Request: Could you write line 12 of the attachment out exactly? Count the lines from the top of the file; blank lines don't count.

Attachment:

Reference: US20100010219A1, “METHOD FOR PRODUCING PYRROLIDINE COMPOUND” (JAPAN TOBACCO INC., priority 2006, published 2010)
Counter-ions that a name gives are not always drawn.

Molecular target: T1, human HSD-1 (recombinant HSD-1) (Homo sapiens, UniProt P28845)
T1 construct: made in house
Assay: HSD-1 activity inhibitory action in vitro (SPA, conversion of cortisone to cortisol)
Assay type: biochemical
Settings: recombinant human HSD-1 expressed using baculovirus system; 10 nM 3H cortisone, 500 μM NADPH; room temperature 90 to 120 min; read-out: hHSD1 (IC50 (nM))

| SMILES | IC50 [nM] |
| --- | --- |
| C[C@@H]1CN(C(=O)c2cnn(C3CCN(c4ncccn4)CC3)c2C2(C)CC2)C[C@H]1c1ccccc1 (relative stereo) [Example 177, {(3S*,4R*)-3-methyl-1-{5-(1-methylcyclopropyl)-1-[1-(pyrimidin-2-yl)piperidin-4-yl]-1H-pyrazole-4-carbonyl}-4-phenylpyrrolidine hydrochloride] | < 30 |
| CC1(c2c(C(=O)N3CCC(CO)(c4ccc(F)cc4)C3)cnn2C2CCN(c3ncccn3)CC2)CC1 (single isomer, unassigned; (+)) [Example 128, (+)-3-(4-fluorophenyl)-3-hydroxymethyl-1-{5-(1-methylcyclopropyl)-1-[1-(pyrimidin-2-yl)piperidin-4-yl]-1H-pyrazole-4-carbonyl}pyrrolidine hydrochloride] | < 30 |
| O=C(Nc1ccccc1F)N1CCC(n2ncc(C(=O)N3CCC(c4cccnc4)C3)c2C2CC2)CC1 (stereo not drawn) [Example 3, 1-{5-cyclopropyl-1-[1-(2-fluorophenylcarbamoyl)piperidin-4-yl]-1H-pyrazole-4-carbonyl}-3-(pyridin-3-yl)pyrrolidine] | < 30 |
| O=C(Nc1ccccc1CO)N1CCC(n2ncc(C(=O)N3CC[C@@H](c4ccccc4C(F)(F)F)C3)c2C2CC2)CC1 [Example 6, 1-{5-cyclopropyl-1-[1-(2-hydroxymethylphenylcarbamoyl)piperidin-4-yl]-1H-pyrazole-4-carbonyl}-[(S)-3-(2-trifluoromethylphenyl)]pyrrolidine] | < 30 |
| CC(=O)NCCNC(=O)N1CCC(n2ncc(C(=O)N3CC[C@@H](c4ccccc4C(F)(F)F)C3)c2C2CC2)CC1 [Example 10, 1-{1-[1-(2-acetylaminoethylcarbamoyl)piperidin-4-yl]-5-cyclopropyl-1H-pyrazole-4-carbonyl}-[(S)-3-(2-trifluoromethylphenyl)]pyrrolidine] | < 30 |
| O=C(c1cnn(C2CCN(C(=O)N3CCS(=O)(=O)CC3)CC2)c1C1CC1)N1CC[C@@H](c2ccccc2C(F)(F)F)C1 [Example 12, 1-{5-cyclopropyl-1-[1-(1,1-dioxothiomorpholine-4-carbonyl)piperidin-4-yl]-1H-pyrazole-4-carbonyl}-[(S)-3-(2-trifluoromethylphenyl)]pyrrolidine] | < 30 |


| O=C(Nc1ccccc1F)N1CCC(n2ncc(C(=O)N3CCC(c4cccnc4)C3)c2C2CC2)CC1 (stereo not drawn) [Example 3, 1-{5-cyclopropyl-1-[1-(2-fluorophenylcarbamoyl)piperidin-4-yl]-1H-pyrazole-4-carbonyl}-3-(pyridin-3-yl)pyrrolidine] | < 30 |